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The story headed into Barrett-Jackson was a Chevrolet-heavy docket with a healthy dose of customs and modern exotics. Although the auction stuck to the script for the most part, there certainly were a few unexpected twists and turns along the way at Barrett-Jackson’s 46th annual Scottsdale auction, Jan. 14-22.
Photo via Block Chaser
One of the main attractions of the week was a 1960 Chevrolet Engineering Research Vehicle (CERV) 1. We highlighted this car both in our preview and with NESN Fuel (video) leading up to the auction because we knew just how impressive this prototype race car was. And when the CERV was started, people who were both outside in the corral and within the room headed up to the block — it made the entire room stop and marvel at its impressively roaring 377 cubic-inch aluminum small-block engine.
After a dramatic back and forth among bidders, the hammer came crashing down for a $1,200,000 price ($1,320,000 with buyer commission). The buyer of the CERV wound up being a representative from General Motors, according to multiple reports. GM is including this piece of American automotive history in its Heritage Center in Detroit. The sale was first reported by Corvetteblogger.com.
Photo via Block Chaser
If you thought the pure volume of Chevrolets available at Barrett-Jackson was impressive, the results from the block were equally jaw dropping. Two “Fuelie” Corvettes, a 1963 Chevrolet Corvette 327/360 Split-Window and a 1962 Chevrolet Corvette 327/360 Heavy-Duty Brake, both sold at no reserve.
The Split-Window “Fuelie” is in pristine show condition and a multiple award-winning Corvette, one of 199 RPO Z06 Special Performance package Corvettes and one of only 63 NO3 Big Tank Corvettes built in 1963. It’s no wonder this Chevy sold for $385,000. Meanwhile, the 1962 included a RPO-687 race package, which makes this one of only 246 made in 1962. With less than 27,000 miles on it, this award-winning Corvette sold for $115,500.
As the daily driver of Corvette racing team owner Mickey Thompson, the 1963 Chevrolet Corvette Z06 Big Tank coupe is extremely rare and was fully restored. It’s very rare and well documented and was one of the highlighted Chevys of the entire auction. Final hammer price was $247,500.
Photo via Block Chaser
But the car that certainly stole the show was a 1964 Aston Martin DB5. As a part of a well-known collection based in Paris, this left-hand-drive Aston Martin was in prime condition and one of the most-beautiful cars in Scottsdale, Ariz. The DB5 sold for a hammer price of $1,485,000 (including buyer’s commission).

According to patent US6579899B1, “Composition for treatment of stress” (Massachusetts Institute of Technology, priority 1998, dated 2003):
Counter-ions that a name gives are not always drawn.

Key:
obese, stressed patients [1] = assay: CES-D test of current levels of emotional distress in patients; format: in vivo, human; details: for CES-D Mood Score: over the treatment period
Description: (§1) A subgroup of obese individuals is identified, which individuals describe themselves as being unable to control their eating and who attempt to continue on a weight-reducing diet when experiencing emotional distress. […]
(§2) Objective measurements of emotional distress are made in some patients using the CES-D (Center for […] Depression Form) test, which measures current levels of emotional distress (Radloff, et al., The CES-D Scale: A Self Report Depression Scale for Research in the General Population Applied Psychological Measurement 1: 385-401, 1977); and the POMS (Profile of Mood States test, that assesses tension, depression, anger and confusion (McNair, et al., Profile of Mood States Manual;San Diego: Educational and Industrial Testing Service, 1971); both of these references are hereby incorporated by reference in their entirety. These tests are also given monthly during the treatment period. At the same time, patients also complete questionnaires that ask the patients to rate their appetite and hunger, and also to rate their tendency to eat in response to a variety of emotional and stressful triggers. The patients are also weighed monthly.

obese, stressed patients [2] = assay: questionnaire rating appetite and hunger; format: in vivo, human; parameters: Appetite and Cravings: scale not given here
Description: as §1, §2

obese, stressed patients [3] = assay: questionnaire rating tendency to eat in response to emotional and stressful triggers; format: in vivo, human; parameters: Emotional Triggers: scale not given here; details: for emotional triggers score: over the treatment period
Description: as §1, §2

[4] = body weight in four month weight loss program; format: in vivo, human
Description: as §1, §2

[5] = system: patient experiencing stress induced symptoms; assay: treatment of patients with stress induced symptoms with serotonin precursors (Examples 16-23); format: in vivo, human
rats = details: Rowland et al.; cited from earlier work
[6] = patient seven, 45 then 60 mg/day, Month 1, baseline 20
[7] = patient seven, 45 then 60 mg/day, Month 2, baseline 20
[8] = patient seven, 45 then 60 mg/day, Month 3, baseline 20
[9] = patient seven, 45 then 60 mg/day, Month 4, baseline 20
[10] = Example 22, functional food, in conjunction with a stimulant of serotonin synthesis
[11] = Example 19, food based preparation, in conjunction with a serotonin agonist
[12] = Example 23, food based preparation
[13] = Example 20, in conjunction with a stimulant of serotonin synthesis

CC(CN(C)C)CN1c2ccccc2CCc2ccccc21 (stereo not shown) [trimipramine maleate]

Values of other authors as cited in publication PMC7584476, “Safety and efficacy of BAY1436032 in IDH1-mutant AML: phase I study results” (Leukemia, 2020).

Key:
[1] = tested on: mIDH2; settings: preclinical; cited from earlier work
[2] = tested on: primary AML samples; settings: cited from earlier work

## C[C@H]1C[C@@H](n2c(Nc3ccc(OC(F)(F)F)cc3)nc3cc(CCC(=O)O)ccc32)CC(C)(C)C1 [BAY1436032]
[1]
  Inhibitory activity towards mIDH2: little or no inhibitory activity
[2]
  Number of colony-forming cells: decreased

If you were looking for a prewar classic, look no further than the extremely well-restored 1930 Duesenberg J Dual-Cowl Phaeton. This Duesenberg was equipped with a new replacement rolling chassis and fitted with a LaGrande-style dual-cowl phaeton coachwork. It was quite stunning to see in person. With a dark red main body and a brighter red highlighting the cove and rear body, the Duesenberg captured the nostalgic heart of at least two bidders. The final hammer price was $880,000.
Photo via Barrett-Jackson
Sold as a pair, two 1967 Pontiac Firebirds (VIN 1 and 2) crossed the block together. From a private collection, these two Firebirds were the very first production models ever built and were brought back to life with a full restoration by Gas Monkey Garage. The twosome was also featured at Barrett-Jackson in Las Vegas back in October but did not meet reserve.
Out of the handful of luxury and supercars available over the week, two specific lots may have been somewhat steals on the block this weekend: A 2015 Ferrari F12 Berlinetta and a 2013 Rolls-Royce. The F12 led the way for supercars at Barrett-Jackson with a hammer price of $330,000. Meanwhile, the luxurious Rolls-Royce sold for a surprising $275,000.
Despite a very high sell-through rate, there were a few vehicles that we were very surprised didn’t sell. The biggest surprise was a 1970 Plymouth Hemi Cuda convertible, which had a high bid of US $1,400,000. However, we spoke with someone close to the restoration project, who believes the owner thinks the Aston is worth at least $2,000,000, so the car didn’t sell. We personally believe the high bid was a good purchase price, but also can see a happy medium total between what the owner wanted and the high bid.
Thumbnail image via Block Chaser
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